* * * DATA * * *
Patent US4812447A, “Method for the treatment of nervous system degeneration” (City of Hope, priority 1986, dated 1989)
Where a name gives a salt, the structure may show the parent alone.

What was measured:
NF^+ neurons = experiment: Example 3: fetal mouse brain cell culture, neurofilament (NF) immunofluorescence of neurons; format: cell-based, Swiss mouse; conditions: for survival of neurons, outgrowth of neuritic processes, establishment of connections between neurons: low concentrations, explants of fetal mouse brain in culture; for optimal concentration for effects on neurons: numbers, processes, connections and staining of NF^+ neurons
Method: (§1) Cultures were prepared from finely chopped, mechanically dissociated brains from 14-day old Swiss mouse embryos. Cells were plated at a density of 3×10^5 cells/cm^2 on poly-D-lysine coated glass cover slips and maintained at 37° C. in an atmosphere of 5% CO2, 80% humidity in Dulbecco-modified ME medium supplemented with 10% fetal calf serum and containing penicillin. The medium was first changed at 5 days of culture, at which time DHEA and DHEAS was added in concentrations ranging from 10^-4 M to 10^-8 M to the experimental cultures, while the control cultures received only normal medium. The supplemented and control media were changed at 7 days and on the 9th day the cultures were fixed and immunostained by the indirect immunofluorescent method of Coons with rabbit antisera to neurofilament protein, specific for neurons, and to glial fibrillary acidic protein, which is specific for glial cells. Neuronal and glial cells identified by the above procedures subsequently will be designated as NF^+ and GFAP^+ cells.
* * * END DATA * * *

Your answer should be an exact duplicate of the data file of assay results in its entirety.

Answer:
Patent US4812447A, “Method for the treatment of nervous system degeneration” (City of Hope, priority 1986, dated 1989)
Where a name gives a salt, the structure may show the parent alone.

What was measured:
NF^+ neurons = experiment: Example 3: fetal mouse brain cell culture, neurofilament (NF) immunofluorescence of neurons; format: cell-based, Swiss mouse; conditions: for survival of neurons, outgrowth of neuritic processes, establishment of connections between neurons: low concentrations, explants of fetal mouse brain in culture; for optimal concentration for effects on neurons: numbers, processes, connections and staining of NF^+ neurons
Method: (§1) Cultures were prepared from finely chopped, mechanically dissociated brains from 14-day old Swiss mouse embryos. Cells were plated at a density of 3×10^5 cells/cm^2 on poly-D-lysine coated glass cover slips and maintained at 37° C. in an atmosphere of 5% CO2, 80% humidity in Dulbecco-modified ME medium supplemented with 10% fetal calf serum and containing penicillin. The medium was first changed at 5 days of culture, at which time DHEA and DHEAS was added in concentrations ranging from 10^-4 M to 10^-8 M to the experimental cultures, while the control cultures received only normal medium. The supplemented and control media were changed at 7 days and on the 9th day the cultures were fixed and immunostained by the indirect immunofluorescent method of Coons with rabbit antisera to neurofilament protein, specific for neurons, and to glial fibrillary acidic protein, which is specific for glial cells. Neuronal and glial cells identified by the above procedures subsequently will be designated as NF^+ and GFAP^+ cells.